The Race Class And Gender Conclusion Sociology Essay

The issues surrounding Race, Course and Gender in america have always been fraught with conflict. Rothenberg (2007) explores the themes or templates surrounding the issues of race, course, and gender through a number of secondary options. The three themes that this newspaper will explore are (a) the formation and definition of variations, (b) historical accounts of race, category and gender, (c) and suggestions for moving beyond racism, sexism, and classism.

Formation and Definition of Differences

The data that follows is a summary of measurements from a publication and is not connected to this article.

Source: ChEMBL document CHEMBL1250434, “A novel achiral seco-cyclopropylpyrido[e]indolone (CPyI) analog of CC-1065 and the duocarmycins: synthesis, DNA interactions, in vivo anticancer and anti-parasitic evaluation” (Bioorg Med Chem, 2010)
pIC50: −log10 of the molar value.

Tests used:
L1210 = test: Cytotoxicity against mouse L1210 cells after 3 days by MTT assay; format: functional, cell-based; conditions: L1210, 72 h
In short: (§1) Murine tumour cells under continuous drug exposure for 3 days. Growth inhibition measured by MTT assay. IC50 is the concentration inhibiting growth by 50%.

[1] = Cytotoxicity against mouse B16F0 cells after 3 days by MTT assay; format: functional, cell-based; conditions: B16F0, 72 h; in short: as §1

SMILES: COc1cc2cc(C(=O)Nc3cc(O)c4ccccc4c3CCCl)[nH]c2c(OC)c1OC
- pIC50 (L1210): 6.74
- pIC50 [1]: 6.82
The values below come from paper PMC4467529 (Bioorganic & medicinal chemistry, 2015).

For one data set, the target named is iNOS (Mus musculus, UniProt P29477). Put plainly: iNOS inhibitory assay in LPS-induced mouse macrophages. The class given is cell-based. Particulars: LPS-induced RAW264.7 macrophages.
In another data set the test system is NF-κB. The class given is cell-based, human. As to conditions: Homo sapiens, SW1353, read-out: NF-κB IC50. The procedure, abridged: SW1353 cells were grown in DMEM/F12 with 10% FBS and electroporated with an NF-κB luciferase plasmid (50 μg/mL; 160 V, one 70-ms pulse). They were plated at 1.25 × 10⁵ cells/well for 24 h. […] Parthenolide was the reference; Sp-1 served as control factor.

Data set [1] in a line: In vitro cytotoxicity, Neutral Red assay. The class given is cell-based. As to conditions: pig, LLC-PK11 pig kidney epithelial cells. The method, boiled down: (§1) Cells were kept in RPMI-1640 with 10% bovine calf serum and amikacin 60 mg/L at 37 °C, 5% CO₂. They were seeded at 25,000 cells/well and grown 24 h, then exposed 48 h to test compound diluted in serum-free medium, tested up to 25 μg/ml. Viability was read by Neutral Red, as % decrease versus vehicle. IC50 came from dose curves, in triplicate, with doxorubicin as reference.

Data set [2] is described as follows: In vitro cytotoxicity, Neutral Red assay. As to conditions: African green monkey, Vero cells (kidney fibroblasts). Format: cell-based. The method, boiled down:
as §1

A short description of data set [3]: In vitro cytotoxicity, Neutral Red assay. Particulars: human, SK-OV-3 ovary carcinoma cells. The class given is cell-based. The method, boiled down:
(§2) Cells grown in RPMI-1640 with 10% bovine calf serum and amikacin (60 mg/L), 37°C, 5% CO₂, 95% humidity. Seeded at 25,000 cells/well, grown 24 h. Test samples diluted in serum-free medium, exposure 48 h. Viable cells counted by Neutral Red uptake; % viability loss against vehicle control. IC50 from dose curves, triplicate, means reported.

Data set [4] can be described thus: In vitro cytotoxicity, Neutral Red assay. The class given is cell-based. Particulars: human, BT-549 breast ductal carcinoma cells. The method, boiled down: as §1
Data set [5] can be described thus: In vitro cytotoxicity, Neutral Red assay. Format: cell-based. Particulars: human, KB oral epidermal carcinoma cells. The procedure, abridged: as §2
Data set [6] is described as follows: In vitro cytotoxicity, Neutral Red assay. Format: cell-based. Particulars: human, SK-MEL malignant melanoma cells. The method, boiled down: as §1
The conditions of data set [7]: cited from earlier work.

A primary theme in Rothenberg's (2007) reserve is the creation and definition of variations. Parts I-IV constructs the basis on how culture in the United States construct distinctions in the regions of race, category, and gender and helps the reader to think about the meaning of racism, classism and sexism (p. 3). Section I is made up of readings that investigates how White privilege originated by the construction of racial differences among the Western european settlers, slaves and natives to make a division of labor. Also reviewed was how there developed a greater differentiation among Jewish immigrants and how these were grafted in to the White bulk and other immigrants after World Conflict II. Section I-IV of Rothenberg's (2007) publication also discusses the engineering of gender and how variations in gender have created differences in the department of labor, pay, and gender assignments and stereotypes. A great part in the development of gender personality development is the heterosexual and homosexual question. Throughout these portions I had been challenged on what this means to be always a White woman in American world. Just how that population has formed the definition of distinctions among race, category and sex triggered me to feel relatively ashamed and saddened incidentally differences plays a role in everyday life even when we don't think that they are doing. The construction of these differences have so infiltrated American society so it permeates life in the workplace, in family members, in how we connect to strangers on the road, and how we base thoughts of that which you think of others through everything we watch, read, and even the music we pay attention to. Ahead of reading these areas, I actually thought that being truly a White feminine really didn't subject in today's population. However, after reading these areas I started out to question if being white afforded me opportunities and privilege others are not afforded. Moving from a primarily "White" town in the North, to an exceptionally racially combined Southern society opened up my eye to racial, class, and gender stereotypes that had been ingrained into my thinking. For the last ten years, I've attemptedto diligently weed out these stereotypes and view each individual as a person regardless of race, school or making love. However, through reading these parts I realized that I as an individual and we as a country have quite a distance to visit. I sign up for a cathedral whose definitive goal apart from preaching the gospel is that of racial reconciliation for a city that is fragmented because the formation of it. Honest and open dialogue among customers of the cathedral occurs each week and because of this stereotypes are shattered and new relationships are allowed to develop. My goal in life is to be like the apostle Paul who explained, "I've become everything to all or any men so that by all possible means I would save some" (New International Version).